WINTER, WHITE AND WICKED, by Shannon Dittemore, Harry N. Abrams, Oct. 13, 2020, Hardcover, $18.99 (young adult)
Winter, White and Wicked, by Shannon Dittemore, is a YA fantasy novel that follows a young rig driver as she journeys across a frozen land to save her friend.
Twice-orphaned Sylvi has chipped out a niche for herself on Layce, an island cursed by eternal winter. Alone in her truck, she takes comfort in two things: the solitude of the roads and the favor of Winter, an icy spirit who has protected her since she was a child.
Sylvi likes the road, where no one asks who her parents were or what she thinks of the rebels in the north. But when her best friend, Lenore, runs off with the rebels, Sylvi must make a haul too late in the season for a smuggler she wouldn’t normally work with, the infamous Mars Dresden. Alongside his team—Hyla, a giant warrior woman and Kyn, a boy with skin like stone—Sylvi will do whatever it takes to save her friend.
But when the time comes, she’ll have to choose: safety, anonymity, and the favor of Winter—or the future of the island that she calls home. —Synopsis provided by Harry N. Abrams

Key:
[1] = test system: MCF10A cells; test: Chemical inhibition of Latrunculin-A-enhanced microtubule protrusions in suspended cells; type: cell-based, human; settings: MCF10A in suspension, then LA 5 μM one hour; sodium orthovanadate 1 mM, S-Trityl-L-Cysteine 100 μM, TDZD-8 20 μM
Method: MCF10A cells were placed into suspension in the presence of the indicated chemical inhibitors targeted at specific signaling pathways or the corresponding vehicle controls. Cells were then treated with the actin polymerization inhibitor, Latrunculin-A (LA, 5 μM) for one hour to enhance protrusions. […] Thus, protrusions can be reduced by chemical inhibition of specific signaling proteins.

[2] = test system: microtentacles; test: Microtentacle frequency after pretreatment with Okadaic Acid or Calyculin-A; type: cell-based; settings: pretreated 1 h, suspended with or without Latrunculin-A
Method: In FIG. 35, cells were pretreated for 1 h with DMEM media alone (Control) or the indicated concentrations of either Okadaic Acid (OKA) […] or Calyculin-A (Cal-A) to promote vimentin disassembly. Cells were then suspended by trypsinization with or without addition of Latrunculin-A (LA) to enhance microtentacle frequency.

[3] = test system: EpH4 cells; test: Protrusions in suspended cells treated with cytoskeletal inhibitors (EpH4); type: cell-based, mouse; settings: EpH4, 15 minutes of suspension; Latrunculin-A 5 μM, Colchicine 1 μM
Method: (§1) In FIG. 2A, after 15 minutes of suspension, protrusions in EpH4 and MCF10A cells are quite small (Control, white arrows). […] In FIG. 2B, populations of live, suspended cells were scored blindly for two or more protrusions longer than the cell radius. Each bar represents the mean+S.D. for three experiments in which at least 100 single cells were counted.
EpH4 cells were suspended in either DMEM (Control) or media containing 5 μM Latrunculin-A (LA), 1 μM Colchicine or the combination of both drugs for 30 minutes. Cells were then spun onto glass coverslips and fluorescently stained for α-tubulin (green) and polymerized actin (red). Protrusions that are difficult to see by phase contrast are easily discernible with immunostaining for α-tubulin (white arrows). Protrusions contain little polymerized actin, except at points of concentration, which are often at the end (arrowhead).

I liked Winter, White and Wicked, but I didn’t love it.
Sylvi is a strong protagonist. She’s smart and ingenious. She knows what she’s doing and can adapt, except when it comes to loss. Sylvi doesn’t like change, and when her friend leaves to join the rebels, the sense of loss is immediate and profound. Sylvi’s laser-eyed focus is what drives her but also what hinders her. She struggles to see beyond what she knows, and once she does, her world crumbles.
What makes Sylvi unique, though, is her relationship with Winter itself. Winter speaks directly to her. Winter is the only constant in Sylvi’s life. Winter’s conversations, feelings and actions are bold and quiet, outrageous and understated. It’s this back and forth that makes the book work.
Where Winter, White and Wicked falls short is the backstory. Yes, author Shannon Dittemore offers a prologue that sets things in motion, but I never really figured out who/what the Majority was. The rebel cause is clearer, but without and understanding of the Majority, even that’s muddled.
There’s a lot of action in Winter, White and Wicked, yet the pacing doesn’t match. Some sections just drag while others are all encompassing. It would be nice to see the author address this in the follow-up.
And there must be a follow-up. The ending is not a satisfying end. It’s not really an end. It’s the explosion of new information and a setup for at least one more novel. But here’s the thing. Even with my issues, I still want to know what happens next. Dittemore has caught me in her web, and I want more.
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